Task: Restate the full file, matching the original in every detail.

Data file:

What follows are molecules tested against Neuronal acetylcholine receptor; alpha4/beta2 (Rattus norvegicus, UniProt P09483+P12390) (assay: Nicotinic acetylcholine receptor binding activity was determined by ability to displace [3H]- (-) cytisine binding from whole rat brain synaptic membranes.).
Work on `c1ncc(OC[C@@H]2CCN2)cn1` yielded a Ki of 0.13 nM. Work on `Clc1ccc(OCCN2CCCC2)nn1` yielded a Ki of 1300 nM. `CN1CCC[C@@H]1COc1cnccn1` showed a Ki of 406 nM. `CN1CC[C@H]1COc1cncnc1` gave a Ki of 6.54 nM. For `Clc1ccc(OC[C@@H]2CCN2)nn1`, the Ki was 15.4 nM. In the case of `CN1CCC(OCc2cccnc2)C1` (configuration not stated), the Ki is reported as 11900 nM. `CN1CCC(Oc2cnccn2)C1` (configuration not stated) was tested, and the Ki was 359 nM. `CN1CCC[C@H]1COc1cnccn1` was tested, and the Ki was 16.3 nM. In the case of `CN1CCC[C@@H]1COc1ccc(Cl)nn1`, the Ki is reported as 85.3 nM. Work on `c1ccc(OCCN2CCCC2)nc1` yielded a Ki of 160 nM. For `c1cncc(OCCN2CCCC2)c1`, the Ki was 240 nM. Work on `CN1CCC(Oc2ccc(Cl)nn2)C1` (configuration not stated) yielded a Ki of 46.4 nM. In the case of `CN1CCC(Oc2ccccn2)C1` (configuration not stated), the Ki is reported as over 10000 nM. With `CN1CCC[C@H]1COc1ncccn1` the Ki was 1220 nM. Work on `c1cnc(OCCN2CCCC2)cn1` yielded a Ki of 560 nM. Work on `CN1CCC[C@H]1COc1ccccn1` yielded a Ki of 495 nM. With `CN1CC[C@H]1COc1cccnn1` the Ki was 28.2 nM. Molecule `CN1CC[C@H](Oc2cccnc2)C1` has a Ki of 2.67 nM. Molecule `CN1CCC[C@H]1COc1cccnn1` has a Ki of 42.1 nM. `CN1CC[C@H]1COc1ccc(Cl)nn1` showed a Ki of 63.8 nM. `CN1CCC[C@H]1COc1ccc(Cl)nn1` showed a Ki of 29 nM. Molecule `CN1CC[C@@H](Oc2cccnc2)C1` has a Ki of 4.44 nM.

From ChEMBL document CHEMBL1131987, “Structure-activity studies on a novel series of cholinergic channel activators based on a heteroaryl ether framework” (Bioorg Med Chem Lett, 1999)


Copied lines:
What follows are molecules tested against Neuronal acetylcholine receptor; alpha4/beta2 (Rattus norvegicus, UniProt P09483+P12390) (assay: Nicotinic acetylcholine receptor binding activity was determined by ability to displace [3H]- (-) cytisine binding from whole rat brain synaptic membranes.).
Work on `c1ncc(OC[C@@H]2CCN2)cn1` yielded a Ki of 0.13 nM. Work on `Clc1ccc(OCCN2CCCC2)nn1` yielded a Ki of 1300 nM. `CN1CCC[C@@H]1COc1cnccn1` showed a Ki of 406 nM. `CN1CC[C@H]1COc1cncnc1` gave a Ki of 6.54 nM. For `Clc1ccc(OC[C@@H]2CCN2)nn1`, the Ki was 15.4 nM. In the case of `CN1CCC(OCc2cccnc2)C1` (configuration not stated), the Ki is reported as 11900 nM. `CN1CCC(Oc2cnccn2)C1` (configuration not stated) was tested, and the Ki was 359 nM. `CN1CCC[C@H]1COc1cnccn1` was tested, and the Ki was 16.3 nM. In the case of `CN1CCC[C@@H]1COc1ccc(Cl)nn1`, the Ki is reported as 85.3 nM. Work on `c1ccc(OCCN2CCCC2)nc1` yielded a Ki of 160 nM. For `c1cncc(OCCN2CCCC2)c1`, the Ki was 240 nM. Work on `CN1CCC(Oc2ccc(Cl)nn2)C1` (configuration not stated) yielded a Ki of 46.4 nM. In the case of `CN1CCC(Oc2ccccn2)C1` (configuration not stated), the Ki is reported as over 10000 nM. With `CN1CCC[C@H]1COc1ncccn1` the Ki was 1220 nM. Work on `c1cnc(OCCN2CCCC2)cn1` yielded a Ki of 560 nM. Work on `CN1CCC[C@H]1COc1ccccn1` yielded a Ki of 495 nM. With `CN1CC[C@H]1COc1cccnn1` the Ki was 28.2 nM. Molecule `CN1CC[C@H](Oc2cccnc2)C1` has a Ki of 2.67 nM. Molecule `CN1CCC[C@H]1COc1cccnn1` has a Ki of 42.1 nM. `CN1CC[C@H]1COc1ccc(Cl)nn1` showed a Ki of 63.8 nM. `CN1CCC[C@H]1COc1ccc(Cl)nn1` showed a Ki of 29 nM. Molecule `CN1CC[C@@H](Oc2cccnc2)C1` has a Ki of 4.44 nM.

From ChEMBL document CHEMBL1131987, “Structure-activity studies on a novel series of cholinergic channel activators based on a heteroaryl ether framework” (Bioorg Med Chem Lett, 1999)